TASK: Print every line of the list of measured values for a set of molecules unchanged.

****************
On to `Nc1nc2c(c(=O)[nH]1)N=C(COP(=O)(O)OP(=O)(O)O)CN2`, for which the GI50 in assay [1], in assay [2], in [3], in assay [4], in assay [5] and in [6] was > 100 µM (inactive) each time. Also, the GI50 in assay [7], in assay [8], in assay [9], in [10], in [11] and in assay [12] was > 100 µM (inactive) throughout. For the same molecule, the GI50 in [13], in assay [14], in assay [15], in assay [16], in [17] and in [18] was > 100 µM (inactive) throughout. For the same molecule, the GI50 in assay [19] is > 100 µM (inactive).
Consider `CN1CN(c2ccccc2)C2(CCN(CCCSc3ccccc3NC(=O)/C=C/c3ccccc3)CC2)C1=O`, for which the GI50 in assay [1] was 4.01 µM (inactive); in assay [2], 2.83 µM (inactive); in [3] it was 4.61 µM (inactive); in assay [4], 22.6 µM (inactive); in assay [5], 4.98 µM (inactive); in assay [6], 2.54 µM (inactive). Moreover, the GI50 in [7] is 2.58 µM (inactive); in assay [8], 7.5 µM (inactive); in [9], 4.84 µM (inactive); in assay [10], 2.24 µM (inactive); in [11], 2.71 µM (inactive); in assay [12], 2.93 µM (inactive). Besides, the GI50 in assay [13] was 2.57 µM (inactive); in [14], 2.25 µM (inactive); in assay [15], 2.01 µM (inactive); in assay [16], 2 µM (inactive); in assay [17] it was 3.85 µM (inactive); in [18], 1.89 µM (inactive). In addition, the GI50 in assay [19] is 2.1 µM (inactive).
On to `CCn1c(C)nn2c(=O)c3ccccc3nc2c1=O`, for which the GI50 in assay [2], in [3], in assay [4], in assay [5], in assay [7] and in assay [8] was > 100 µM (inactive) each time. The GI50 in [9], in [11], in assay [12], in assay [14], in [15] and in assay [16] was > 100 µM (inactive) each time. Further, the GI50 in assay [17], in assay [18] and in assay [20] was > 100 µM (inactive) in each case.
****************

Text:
On to `Nc1nc2c(c(=O)[nH]1)N=C(COP(=O)(O)OP(=O)(O)O)CN2`, for which the GI50 in assay [1], in assay [2], in [3], in assay [4], in assay [5] and in [6] was > 100 µM (inactive) each time. Also, the GI50 in assay [7], in assay [8], in assay [9], in [10], in [11] and in assay [12] was > 100 µM (inactive) throughout. For the same molecule, the GI50 in [13], in assay [14], in assay [15], in assay [16], in [17] and in [18] was > 100 µM (inactive) throughout. For the same molecule, the GI50 in assay [19] is > 100 µM (inactive).
Consider `CN1CN(c2ccccc2)C2(CCN(CCCSc3ccccc3NC(=O)/C=C/c3ccccc3)CC2)C1=O`, for which the GI50 in assay [1] was 4.01 µM (inactive); in assay [2], 2.83 µM (inactive); in [3] it was 4.61 µM (inactive); in assay [4], 22.6 µM (inactive); in assay [5], 4.98 µM (inactive); in assay [6], 2.54 µM (inactive). Moreover, the GI50 in [7] is 2.58 µM (inactive); in assay [8], 7.5 µM (inactive); in [9], 4.84 µM (inactive); in assay [10], 2.24 µM (inactive); in [11], 2.71 µM (inactive); in assay [12], 2.93 µM (inactive). Besides, the GI50 in assay [13] was 2.57 µM (inactive); in [14], 2.25 µM (inactive); in assay [15], 2.01 µM (inactive); in assay [16], 2 µM (inactive); in assay [17] it was 3.85 µM (inactive); in [18], 1.89 µM (inactive). In addition, the GI50 in assay [19] is 2.1 µM (inactive).
On to `CCn1c(C)nn2c(=O)c3ccccc3nc2c1=O`, for which the GI50 in assay [2], in [3], in assay [4], in assay [5], in assay [7] and in assay [8] was > 100 µM (inactive) each time. The GI50 in [9], in [11], in assay [12], in assay [14], in [15] and in assay [16] was > 100 µM (inactive) each time. Further, the GI50 in assay [17], in assay [18] and in assay [20] was > 100 µM (inactive) in each case.